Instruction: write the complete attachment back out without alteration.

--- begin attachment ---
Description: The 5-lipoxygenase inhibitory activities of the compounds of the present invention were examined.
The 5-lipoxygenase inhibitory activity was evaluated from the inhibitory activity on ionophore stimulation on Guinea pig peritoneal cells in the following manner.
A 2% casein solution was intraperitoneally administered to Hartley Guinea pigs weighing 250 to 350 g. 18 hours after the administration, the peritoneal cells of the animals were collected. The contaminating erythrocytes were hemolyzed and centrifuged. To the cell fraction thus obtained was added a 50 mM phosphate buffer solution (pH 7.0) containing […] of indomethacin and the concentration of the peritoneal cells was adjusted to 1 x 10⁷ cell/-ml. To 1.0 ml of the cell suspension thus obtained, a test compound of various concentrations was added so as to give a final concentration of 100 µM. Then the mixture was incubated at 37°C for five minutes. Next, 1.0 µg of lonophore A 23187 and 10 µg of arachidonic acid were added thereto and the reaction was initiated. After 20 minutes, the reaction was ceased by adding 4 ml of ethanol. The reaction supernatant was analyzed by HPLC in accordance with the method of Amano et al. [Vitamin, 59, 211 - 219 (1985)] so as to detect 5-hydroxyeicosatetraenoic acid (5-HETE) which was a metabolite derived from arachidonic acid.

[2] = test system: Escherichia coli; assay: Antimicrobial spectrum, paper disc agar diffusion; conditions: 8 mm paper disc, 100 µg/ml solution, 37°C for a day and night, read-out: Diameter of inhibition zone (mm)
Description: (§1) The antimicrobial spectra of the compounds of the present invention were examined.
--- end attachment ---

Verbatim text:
Description: The 5-lipoxygenase inhibitory activities of the compounds of the present invention were examined.
The 5-lipoxygenase inhibitory activity was evaluated from the inhibitory activity on ionophore stimulation on Guinea pig peritoneal cells in the following manner.
A 2% casein solution was intraperitoneally administered to Hartley Guinea pigs weighing 250 to 350 g. 18 hours after the administration, the peritoneal cells of the animals were collected. The contaminating erythrocytes were hemolyzed and centrifuged. To the cell fraction thus obtained was added a 50 mM phosphate buffer solution (pH 7.0) containing […] of indomethacin and the concentration of the peritoneal cells was adjusted to 1 x 10⁷ cell/-ml. To 1.0 ml of the cell suspension thus obtained, a test compound of various concentrations was added so as to give a final concentration of 100 µM. Then the mixture was incubated at 37°C for five minutes. Next, 1.0 µg of lonophore A 23187 and 10 µg of arachidonic acid were added thereto and the reaction was initiated. After 20 minutes, the reaction was ceased by adding 4 ml of ethanol. The reaction supernatant was analyzed by HPLC in accordance with the method of Amano et al. [Vitamin, 59, 211 - 219 (1985)] so as to detect 5-hydroxyeicosatetraenoic acid (5-HETE) which was a metabolite derived from arachidonic acid.

[2] = test system: Escherichia coli; assay: Antimicrobial spectrum, paper disc agar diffusion; conditions: 8 mm paper disc, 100 µg/ml solution, 37°C for a day and night, read-out: Diameter of inhibition zone (mm)
Description: (§1) The antimicrobial spectra of the compounds of the present invention were examined.